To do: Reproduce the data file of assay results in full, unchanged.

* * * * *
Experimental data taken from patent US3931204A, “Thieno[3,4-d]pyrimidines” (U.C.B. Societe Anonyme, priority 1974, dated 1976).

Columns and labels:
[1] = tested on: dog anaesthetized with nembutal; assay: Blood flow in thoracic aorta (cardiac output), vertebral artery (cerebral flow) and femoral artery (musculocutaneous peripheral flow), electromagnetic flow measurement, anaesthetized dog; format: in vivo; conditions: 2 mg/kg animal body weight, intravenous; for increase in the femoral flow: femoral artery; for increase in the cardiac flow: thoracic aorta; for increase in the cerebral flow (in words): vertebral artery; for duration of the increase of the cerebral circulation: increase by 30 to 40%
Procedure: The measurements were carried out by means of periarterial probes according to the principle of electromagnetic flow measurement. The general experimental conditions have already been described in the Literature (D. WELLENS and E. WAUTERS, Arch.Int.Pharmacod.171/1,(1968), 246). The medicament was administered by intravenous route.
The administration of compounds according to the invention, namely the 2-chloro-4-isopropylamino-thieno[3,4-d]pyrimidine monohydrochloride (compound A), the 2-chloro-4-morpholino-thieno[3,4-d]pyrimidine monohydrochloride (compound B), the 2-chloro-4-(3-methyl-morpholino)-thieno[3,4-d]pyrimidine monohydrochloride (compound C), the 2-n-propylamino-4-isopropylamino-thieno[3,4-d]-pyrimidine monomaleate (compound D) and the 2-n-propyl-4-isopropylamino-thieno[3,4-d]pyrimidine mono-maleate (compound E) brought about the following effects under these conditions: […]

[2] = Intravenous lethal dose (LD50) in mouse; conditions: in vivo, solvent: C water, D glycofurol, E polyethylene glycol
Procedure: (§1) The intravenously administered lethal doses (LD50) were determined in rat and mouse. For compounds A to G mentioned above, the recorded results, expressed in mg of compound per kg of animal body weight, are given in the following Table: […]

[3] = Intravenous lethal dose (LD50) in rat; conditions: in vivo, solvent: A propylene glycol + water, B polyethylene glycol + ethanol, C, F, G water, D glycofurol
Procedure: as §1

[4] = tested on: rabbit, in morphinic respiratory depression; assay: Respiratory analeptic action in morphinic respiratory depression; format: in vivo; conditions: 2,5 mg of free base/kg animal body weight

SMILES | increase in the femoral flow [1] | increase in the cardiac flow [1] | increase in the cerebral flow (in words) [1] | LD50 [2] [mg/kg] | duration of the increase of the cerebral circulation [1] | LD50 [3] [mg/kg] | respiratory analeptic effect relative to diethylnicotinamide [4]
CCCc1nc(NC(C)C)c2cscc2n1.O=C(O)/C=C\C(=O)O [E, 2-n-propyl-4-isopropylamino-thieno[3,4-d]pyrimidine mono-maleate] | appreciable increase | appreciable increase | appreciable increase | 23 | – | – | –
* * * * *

Experimental data taken from patent US3931204A, “Thieno[3,4-d]pyrimidines” (U.C.B. Societe Anonyme, priority 1974, dated 1976).

Columns and labels:
[1] = tested on: dog anaesthetized with nembutal; assay: Blood flow in thoracic aorta (cardiac output), vertebral artery (cerebral flow) and femoral artery (musculocutaneous peripheral flow), electromagnetic flow measurement, anaesthetized dog; format: in vivo; conditions: 2 mg/kg animal body weight, intravenous; for increase in the femoral flow: femoral artery; for increase in the cardiac flow: thoracic aorta; for increase in the cerebral flow (in words): vertebral artery; for duration of the increase of the cerebral circulation: increase by 30 to 40%
Procedure: The measurements were carried out by means of periarterial probes according to the principle of electromagnetic flow measurement. The general experimental conditions have already been described in the Literature (D. WELLENS and E. WAUTERS, Arch.Int.Pharmacod.171/1,(1968), 246). The medicament was administered by intravenous route.
The administration of compounds according to the invention, namely the 2-chloro-4-isopropylamino-thieno[3,4-d]pyrimidine monohydrochloride (compound A), the 2-chloro-4-morpholino-thieno[3,4-d]pyrimidine monohydrochloride (compound B), the 2-chloro-4-(3-methyl-morpholino)-thieno[3,4-d]pyrimidine monohydrochloride (compound C), the 2-n-propylamino-4-isopropylamino-thieno[3,4-d]-pyrimidine monomaleate (compound D) and the 2-n-propyl-4-isopropylamino-thieno[3,4-d]pyrimidine mono-maleate (compound E) brought about the following effects under these conditions: […]

[2] = Intravenous lethal dose (LD50) in mouse; conditions: in vivo, solvent: C water, D glycofurol, E polyethylene glycol
Procedure: (§1) The intravenously administered lethal doses (LD50) were determined in rat and mouse. For compounds A to G mentioned above, the recorded results, expressed in mg of compound per kg of animal body weight, are given in the following Table: […]

[3] = Intravenous lethal dose (LD50) in rat; conditions: in vivo, solvent: A propylene glycol + water, B polyethylene glycol + ethanol, C, F, G water, D glycofurol
Procedure: as §1

[4] = tested on: rabbit, in morphinic respiratory depression; assay: Respiratory analeptic action in morphinic respiratory depression; format: in vivo; conditions: 2,5 mg of free base/kg animal body weight

SMILES | increase in the femoral flow [1] | increase in the cardiac flow [1] | increase in the cerebral flow (in words) [1] | LD50 [2] [mg/kg] | duration of the increase of the cerebral circulation [1] | LD50 [3] [mg/kg] | respiratory analeptic effect relative to diethylnicotinamide [4]
CCCc1nc(NC(C)C)c2cscc2n1.O=C(O)/C=C\C(=O)O [E, 2-n-propyl-4-isopropylamino-thieno[3,4-d]pyrimidine mono-maleate] | appreciable increase | appreciable increase | appreciable increase | 23 | – | – | –